The many differences between midwives and doctors affect the mother’s satisfaction with her birthing experience. Although some women and doctors feel this satisfaction is unnecessary, another woman would argue it is essential for her and the relationship with her baby. No matter what choices a mother selects for her maternity care, she has a right to be educated about each procedure and experience, to allow her the freedom and power that comes with making informed choices.

Angela Anderson is a 29-year-old mom. She has a beautiful 3½-year-old daughter and an 18-month old son. She has been married for 4 wonderful years to her Prince Charming. She is a full-time student at Concordia University and will graduate with a BA in Psychology and a minor in Music in May 2012. She loves to sing, and has enjoyed taking private lessons at school. She also enjoys learning about genealogy, and loves to bake bread and sew.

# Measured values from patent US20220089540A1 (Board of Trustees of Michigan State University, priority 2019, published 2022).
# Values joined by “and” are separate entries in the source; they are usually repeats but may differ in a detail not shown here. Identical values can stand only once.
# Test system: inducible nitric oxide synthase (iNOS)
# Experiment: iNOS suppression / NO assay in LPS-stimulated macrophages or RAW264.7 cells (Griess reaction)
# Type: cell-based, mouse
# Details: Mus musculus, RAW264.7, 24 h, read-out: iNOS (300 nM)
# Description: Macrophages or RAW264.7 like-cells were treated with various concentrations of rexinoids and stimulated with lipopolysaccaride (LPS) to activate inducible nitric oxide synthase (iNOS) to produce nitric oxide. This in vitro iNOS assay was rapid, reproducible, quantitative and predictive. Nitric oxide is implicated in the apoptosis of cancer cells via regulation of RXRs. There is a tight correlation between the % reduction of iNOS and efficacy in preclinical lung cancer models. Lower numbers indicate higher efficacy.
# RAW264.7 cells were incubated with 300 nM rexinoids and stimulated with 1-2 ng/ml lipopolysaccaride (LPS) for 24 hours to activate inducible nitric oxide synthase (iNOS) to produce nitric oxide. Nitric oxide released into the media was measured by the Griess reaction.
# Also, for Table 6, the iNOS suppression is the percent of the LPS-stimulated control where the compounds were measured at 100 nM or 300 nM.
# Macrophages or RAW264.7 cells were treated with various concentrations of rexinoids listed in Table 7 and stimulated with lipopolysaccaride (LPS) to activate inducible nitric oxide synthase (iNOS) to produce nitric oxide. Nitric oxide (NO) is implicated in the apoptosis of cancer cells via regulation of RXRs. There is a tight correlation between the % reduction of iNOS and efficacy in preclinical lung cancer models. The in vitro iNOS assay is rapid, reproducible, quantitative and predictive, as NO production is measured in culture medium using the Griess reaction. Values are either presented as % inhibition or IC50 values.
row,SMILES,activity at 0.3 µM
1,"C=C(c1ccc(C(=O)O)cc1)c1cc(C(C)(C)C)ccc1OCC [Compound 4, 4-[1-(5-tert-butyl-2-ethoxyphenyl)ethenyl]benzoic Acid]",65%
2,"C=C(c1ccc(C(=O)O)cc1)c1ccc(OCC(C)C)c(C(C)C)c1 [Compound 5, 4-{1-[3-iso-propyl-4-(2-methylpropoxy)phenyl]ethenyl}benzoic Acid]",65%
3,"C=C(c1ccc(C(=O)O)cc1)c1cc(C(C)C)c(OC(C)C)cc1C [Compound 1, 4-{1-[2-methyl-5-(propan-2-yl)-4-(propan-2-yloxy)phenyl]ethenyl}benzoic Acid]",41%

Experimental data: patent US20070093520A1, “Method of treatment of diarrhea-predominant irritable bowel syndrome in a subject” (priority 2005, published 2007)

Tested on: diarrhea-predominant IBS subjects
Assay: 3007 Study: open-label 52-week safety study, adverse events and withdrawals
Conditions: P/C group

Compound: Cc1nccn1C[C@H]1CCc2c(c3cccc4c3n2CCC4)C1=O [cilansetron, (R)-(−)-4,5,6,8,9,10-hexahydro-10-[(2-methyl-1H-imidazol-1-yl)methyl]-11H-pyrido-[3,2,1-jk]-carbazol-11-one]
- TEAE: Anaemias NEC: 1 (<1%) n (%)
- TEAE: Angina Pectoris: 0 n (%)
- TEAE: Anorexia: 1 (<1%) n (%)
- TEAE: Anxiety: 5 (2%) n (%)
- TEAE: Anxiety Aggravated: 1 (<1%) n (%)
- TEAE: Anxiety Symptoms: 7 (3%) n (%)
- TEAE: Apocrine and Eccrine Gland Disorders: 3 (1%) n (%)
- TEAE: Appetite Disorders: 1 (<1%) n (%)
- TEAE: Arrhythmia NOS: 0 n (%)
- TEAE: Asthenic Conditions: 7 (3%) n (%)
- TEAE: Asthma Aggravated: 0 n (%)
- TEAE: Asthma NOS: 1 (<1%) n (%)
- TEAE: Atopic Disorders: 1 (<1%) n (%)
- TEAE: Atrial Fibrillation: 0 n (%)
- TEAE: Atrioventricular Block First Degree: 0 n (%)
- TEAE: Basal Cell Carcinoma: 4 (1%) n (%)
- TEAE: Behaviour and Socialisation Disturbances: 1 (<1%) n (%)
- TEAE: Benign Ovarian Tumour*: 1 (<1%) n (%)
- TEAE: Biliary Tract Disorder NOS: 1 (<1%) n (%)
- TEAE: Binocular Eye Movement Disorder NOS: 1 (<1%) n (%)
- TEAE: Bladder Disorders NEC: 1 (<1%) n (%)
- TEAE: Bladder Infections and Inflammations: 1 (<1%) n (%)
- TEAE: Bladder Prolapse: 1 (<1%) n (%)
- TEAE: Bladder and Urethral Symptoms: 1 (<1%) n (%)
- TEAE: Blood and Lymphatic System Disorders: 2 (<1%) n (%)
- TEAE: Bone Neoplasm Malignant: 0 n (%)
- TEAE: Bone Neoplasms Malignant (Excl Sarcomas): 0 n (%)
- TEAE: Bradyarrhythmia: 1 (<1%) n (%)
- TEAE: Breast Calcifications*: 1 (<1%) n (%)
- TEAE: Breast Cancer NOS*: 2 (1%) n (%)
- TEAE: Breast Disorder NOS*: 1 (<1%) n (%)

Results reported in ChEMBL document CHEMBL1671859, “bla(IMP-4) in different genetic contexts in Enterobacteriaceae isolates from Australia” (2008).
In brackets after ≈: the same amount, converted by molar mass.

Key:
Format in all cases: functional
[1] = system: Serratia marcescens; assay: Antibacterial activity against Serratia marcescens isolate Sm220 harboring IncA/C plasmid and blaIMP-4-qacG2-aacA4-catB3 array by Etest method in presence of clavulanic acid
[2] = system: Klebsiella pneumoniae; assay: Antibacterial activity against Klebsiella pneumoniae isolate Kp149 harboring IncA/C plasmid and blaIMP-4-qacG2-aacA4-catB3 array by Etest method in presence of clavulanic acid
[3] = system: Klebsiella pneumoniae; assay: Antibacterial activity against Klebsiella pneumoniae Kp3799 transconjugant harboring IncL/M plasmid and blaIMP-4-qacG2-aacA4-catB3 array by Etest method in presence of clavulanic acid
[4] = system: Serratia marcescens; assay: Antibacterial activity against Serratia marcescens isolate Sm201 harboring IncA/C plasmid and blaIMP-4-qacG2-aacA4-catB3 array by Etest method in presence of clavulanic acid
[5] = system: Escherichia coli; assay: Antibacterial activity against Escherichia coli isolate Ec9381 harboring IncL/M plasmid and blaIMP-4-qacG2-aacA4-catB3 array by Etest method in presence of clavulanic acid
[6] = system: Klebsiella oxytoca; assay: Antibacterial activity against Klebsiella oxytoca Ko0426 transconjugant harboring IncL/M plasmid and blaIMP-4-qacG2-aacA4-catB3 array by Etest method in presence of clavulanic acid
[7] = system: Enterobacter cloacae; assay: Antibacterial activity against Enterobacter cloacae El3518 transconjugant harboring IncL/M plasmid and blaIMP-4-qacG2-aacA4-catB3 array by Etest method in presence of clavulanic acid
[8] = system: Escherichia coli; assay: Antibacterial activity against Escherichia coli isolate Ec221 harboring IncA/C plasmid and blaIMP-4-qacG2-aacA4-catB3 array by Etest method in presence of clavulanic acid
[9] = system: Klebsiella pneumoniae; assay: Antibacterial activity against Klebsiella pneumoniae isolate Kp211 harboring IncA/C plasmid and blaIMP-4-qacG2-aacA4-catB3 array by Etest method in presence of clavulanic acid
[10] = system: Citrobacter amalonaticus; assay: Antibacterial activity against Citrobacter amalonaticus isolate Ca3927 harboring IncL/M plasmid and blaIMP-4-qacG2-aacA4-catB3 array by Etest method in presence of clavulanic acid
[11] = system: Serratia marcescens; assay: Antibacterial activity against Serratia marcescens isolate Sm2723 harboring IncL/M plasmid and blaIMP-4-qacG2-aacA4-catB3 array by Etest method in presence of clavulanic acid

1. Dawes MG, Gudzinskas JG., “Repeated measurement of maternal weight during pregnancy. Is this a useful practice?” British Journal of Obstetrics and Gynaecology. vol.  98, no. 2 (1991): 189-194.
2. 70% of first-time, white moms in North America will still be pregnant at the time of their assigned due date, making it particularly relevant to know what your caregivers recommended course of care is if you pass you due date.
3. Childbirth Connection. “Listening to Mothers Surveys” and “Reports I and II.” 2002 and 2006. Childbirth Connection website, accessed October 2011:
4. The 6 basic principles of the Canadian midwifery model of care are continuity of care, caregiver autonomy, choice of birth setting, evidence based care, health and well-being and informed choice.  These are summarized on the Canadian Midwifery Regulators Consortium website, accessed October 2011: